Can a probation officer abuse his power by telling a client who he can date and marry? 1 Answers as of October 13, 2011I was a correction officer and I fell for an inmate. I resigned, no legal issues at all, I did nothing wrong. He was released and I resigned four days later on my own. Now his probation officer says if we have any contact at all he will violate him and place him in prison for his remaining five years. This is not fair, we are engaged to be married, his probation officer made him put a restraining order against me today! I have nothing on my record, nothing! His PO basically told me last week it's all because I was a correction officer. I have no money to hire a great lawyer, and we would like to be married and raise his children together. His parole officer told me I was the best thing that ever happened to him. I do no drugs, I don't smoke, I am a good girl. I keep him so stable, and love him so much, enough that I resigned from a great job to spend the rest of my life with him! Some one please help us be together, this is the hardest thing I have ever been through in my life! I have done nothing wrong. He threatened me that if I saw him he was going to put a felony on me. How? Why? and i'ts not legal!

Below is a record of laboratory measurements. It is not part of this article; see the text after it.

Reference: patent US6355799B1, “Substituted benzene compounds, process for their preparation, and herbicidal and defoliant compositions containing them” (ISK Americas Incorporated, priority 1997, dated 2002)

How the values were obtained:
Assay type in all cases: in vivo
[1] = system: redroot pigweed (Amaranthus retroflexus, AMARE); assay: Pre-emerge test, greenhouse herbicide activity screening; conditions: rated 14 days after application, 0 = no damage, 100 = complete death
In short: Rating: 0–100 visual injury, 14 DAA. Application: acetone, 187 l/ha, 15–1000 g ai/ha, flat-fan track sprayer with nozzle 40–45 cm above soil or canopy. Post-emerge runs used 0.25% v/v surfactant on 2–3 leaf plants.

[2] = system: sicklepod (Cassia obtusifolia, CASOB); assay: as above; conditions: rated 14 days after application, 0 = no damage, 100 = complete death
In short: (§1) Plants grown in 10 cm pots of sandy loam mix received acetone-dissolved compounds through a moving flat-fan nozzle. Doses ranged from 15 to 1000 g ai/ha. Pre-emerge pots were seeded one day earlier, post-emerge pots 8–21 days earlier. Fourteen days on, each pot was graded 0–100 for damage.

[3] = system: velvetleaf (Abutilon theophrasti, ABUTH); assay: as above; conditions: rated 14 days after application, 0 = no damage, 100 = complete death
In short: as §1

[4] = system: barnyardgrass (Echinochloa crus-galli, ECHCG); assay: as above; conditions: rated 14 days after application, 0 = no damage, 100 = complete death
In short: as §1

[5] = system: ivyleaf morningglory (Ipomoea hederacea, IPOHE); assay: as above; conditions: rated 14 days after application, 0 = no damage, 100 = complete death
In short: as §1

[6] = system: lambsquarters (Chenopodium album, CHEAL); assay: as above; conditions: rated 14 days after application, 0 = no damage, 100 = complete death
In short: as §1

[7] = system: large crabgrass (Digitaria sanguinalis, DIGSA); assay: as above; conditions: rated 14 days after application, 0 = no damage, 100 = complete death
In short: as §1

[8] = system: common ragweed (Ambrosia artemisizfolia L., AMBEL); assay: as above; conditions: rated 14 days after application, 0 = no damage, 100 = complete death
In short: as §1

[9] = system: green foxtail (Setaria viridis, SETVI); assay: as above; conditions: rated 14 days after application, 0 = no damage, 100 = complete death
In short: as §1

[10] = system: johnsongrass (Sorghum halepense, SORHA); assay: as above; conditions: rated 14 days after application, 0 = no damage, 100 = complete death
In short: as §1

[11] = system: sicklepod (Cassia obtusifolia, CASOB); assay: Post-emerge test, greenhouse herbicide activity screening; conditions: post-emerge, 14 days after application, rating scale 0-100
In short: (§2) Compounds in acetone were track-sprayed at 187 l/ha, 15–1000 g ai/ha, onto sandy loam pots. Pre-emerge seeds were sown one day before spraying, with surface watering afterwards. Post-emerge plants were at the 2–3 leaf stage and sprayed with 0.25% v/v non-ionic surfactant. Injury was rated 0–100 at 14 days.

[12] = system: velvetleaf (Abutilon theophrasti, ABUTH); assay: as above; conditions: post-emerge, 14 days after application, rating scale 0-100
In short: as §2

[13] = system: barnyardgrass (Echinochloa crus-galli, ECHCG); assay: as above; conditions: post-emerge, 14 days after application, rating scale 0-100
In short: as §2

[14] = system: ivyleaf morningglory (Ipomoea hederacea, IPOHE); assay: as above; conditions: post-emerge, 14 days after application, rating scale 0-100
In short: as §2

Burdon and Merlitti | Adam Van Ho
If you are no longer a corrections officer, so long as the relationship did not begin while he was in prison, then there is nothing wrong with your relationship. While a probation officer can tell a probationer that he/she can not be around co-defendants or other felons, it is not the probation officer's role to tell a probationer who he/she can or cannot marry. I would speak to the PO's supervisor as he/she is exceeding his/her jurisdiction, and would possibly talk to a civil rights attorney about if the PO is exceeding his jurisdiction and authority under the law.
Answer Applies to: Ohio